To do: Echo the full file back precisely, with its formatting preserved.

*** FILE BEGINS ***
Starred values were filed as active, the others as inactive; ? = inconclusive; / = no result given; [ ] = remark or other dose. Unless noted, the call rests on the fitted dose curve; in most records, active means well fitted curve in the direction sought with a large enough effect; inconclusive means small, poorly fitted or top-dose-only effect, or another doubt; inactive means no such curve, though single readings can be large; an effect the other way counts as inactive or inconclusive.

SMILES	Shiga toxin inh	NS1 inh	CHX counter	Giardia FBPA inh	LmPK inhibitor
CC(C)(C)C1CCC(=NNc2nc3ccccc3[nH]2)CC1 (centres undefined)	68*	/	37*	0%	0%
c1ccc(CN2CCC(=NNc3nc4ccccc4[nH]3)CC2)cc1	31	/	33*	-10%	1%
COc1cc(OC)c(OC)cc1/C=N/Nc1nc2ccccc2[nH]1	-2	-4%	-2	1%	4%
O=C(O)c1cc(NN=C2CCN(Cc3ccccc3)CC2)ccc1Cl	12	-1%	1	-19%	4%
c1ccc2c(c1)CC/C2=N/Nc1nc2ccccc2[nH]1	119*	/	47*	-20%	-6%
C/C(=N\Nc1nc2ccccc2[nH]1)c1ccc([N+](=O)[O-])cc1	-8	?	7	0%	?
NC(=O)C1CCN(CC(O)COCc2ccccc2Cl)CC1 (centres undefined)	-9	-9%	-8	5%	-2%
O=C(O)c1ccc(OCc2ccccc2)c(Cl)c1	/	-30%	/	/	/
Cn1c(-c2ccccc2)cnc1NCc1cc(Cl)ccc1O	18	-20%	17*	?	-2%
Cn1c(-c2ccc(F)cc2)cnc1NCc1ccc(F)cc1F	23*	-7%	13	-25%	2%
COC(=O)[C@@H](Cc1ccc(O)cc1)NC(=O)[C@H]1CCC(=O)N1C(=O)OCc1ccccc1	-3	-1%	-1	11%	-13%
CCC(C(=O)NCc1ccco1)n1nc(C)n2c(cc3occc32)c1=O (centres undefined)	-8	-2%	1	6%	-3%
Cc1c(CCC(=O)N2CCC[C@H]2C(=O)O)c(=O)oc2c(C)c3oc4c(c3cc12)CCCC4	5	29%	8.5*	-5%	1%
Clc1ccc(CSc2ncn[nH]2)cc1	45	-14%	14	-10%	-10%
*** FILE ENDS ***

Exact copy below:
Starred values were filed as active, the others as inactive; ? = inconclusive; / = no result given; [ ] = remark or other dose. Unless noted, the call rests on the fitted dose curve; in most records, active means well fitted curve in the direction sought with a large enough effect; inconclusive means small, poorly fitted or top-dose-only effect, or another doubt; inactive means no such curve, though single readings can be large; an effect the other way counts as inactive or inconclusive.

SMILES	Shiga toxin inh	NS1 inh	CHX counter	Giardia FBPA inh	LmPK inhibitor
CC(C)(C)C1CCC(=NNc2nc3ccccc3[nH]2)CC1 (centres undefined)	68*	/	37*	0%	0%
c1ccc(CN2CCC(=NNc3nc4ccccc4[nH]3)CC2)cc1	31	/	33*	-10%	1%
COc1cc(OC)c(OC)cc1/C=N/Nc1nc2ccccc2[nH]1	-2	-4%	-2	1%	4%
O=C(O)c1cc(NN=C2CCN(Cc3ccccc3)CC2)ccc1Cl	12	-1%	1	-19%	4%
c1ccc2c(c1)CC/C2=N/Nc1nc2ccccc2[nH]1	119*	/	47*	-20%	-6%
C/C(=N\Nc1nc2ccccc2[nH]1)c1ccc([N+](=O)[O-])cc1	-8	?	7	0%	?
NC(=O)C1CCN(CC(O)COCc2ccccc2Cl)CC1 (centres undefined)	-9	-9%	-8	5%	-2%
O=C(O)c1ccc(OCc2ccccc2)c(Cl)c1	/	-30%	/	/	/
Cn1c(-c2ccccc2)cnc1NCc1cc(Cl)ccc1O	18	-20%	17*	?	-2%
Cn1c(-c2ccc(F)cc2)cnc1NCc1ccc(F)cc1F	23*	-7%	13	-25%	2%
COC(=O)[C@@H](Cc1ccc(O)cc1)NC(=O)[C@H]1CCC(=O)N1C(=O)OCc1ccccc1	-3	-1%	-1	11%	-13%
CCC(C(=O)NCc1ccco1)n1nc(C)n2c(cc3occc32)c1=O (centres undefined)	-8	-2%	1	6%	-3%
Cc1c(CCC(=O)N2CCC[C@H]2C(=O)O)c(=O)oc2c(C)c3oc4c(c3cc12)CCCC4	5	29%	8.5*	-5%	1%
Clc1ccc(CSc2ncn[nH]2)cc1	45	-14%	14	-10%	-10%